A major archaeological excavation has started at Newbury Farm on the south-east fringes of Cambridge ahead of the construction of a new housing scheme being delivered by This Land.
The 7.7-hectare Eddeva Park site which sits between Worts Causeway and Babraham Road has been identified as a possible site of a Bronze Age settlement. A team from Oxford Archaeology are carrying out the excavation, focusing on the southern part of the site which, following site investigations, has revealed settlement remains. The work will ensure this historic site is recorded and any artefacts safely recovered and removed.
Supported by Cambridgeshire County Council (CCC), the archaeologist’s work will involve the careful stripping of topsoil off the areas of excavation, which will then be followed by hand excavation to reveal any archaeological features.
On completion of the fieldwork, there will be a programme of post-excavation assessment and analysis of the artefacts and environmental samples which will be recorded and followed by a full publication of the results. The information will be built into a story of the site and archived, and the artefacts will be donated to CCC and made available for public viewing.
“The start of the archaeological dig marks an important milestone for this project,” said David Lewis, Acting CEO of This Land. “It’s important that any historical artefacts are carefully removed and preserved, to ensure we maintain a record of this site prior to the delivery of this new housing scheme.”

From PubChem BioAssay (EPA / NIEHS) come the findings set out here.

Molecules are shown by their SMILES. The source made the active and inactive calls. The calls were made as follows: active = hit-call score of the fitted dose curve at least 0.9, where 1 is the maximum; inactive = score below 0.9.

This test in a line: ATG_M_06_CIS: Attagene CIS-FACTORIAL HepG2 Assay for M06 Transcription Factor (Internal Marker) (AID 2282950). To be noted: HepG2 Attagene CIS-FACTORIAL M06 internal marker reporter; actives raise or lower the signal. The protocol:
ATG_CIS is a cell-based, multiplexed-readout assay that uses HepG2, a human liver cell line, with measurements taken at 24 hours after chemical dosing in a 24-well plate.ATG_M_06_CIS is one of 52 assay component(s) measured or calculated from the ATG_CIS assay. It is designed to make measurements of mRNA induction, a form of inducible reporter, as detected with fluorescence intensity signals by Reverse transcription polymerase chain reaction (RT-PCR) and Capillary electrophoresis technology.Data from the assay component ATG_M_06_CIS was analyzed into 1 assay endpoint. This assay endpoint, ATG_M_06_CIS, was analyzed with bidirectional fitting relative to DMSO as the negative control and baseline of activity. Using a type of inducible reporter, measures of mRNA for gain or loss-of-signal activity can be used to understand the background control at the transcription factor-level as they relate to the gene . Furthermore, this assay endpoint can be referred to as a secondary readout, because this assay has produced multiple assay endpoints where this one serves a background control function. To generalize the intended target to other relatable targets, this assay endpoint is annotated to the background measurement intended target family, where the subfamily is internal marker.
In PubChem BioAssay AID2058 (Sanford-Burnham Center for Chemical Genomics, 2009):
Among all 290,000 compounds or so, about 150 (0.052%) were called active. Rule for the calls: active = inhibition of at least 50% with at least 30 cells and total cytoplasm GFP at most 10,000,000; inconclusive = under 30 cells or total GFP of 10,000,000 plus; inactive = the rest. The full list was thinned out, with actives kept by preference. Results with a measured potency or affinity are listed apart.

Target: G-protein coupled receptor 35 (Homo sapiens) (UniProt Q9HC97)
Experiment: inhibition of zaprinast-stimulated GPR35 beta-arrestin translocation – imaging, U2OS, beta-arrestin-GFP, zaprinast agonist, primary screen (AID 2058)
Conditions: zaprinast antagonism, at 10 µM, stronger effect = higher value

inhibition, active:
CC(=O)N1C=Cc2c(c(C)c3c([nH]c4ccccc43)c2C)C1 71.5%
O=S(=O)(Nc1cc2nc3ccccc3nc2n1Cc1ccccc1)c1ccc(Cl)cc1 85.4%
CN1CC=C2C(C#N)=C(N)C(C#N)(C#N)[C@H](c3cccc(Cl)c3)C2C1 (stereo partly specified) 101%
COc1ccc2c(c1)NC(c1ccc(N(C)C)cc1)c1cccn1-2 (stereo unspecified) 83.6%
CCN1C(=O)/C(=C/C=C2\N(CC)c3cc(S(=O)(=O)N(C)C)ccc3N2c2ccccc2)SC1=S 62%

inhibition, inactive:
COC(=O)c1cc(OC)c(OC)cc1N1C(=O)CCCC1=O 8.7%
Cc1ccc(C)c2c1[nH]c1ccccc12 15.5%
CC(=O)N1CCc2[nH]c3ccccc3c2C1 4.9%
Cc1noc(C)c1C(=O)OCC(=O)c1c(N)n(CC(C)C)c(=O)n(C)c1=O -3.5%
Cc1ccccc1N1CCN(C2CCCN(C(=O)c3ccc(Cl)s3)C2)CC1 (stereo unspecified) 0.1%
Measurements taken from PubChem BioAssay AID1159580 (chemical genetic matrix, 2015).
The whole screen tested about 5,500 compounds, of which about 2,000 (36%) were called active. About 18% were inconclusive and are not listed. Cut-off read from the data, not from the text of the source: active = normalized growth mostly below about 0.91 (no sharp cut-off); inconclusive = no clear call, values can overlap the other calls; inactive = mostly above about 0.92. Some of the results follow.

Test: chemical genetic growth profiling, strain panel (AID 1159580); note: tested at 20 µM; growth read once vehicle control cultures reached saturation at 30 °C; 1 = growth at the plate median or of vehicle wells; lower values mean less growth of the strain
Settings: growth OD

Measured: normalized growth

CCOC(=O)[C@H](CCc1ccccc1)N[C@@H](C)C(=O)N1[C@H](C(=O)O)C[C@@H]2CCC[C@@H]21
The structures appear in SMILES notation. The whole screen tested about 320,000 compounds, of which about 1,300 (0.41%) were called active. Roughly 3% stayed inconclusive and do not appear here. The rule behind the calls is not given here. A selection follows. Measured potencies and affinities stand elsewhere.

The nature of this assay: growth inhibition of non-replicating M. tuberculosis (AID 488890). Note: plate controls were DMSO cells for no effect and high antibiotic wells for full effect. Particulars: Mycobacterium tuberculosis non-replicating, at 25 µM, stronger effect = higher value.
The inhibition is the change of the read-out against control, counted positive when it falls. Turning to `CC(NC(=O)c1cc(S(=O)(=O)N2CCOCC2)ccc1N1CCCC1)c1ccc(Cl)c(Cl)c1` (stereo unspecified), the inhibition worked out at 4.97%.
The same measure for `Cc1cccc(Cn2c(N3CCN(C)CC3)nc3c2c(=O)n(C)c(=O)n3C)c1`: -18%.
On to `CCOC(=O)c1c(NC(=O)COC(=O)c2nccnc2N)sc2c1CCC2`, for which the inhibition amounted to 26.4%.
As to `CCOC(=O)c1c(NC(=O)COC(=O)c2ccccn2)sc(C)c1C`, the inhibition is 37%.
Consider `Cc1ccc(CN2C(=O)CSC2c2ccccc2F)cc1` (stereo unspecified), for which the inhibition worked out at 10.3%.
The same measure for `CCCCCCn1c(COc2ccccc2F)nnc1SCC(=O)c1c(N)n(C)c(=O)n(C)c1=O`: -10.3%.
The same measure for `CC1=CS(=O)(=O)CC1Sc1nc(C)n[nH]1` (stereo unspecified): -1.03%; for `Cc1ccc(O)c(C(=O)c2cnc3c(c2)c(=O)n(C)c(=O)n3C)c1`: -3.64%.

Once the dig is completed, This Land will start on site with the construction of infrastructure work in advance of the construction of a community of 230 new homes, which includes affordable housing. The Eddeva Park scheme will include a mix of various size homes, with all dwellings having a low carbon footprint and benefiting from efficient heating systems.
The proposed development is an exciting opportunity to help Cambridge County Council deliver on its Local Plan, as well as meet the Council’s ambition for a greener future with an environment that minimises energy usage and creates new habitats to let wildlife thrive. There will be significant areas of green open space and an extensive network of pedestrian and cycle paths.
The archaeological dig is expected to be completed in April 2022 depending on the findings.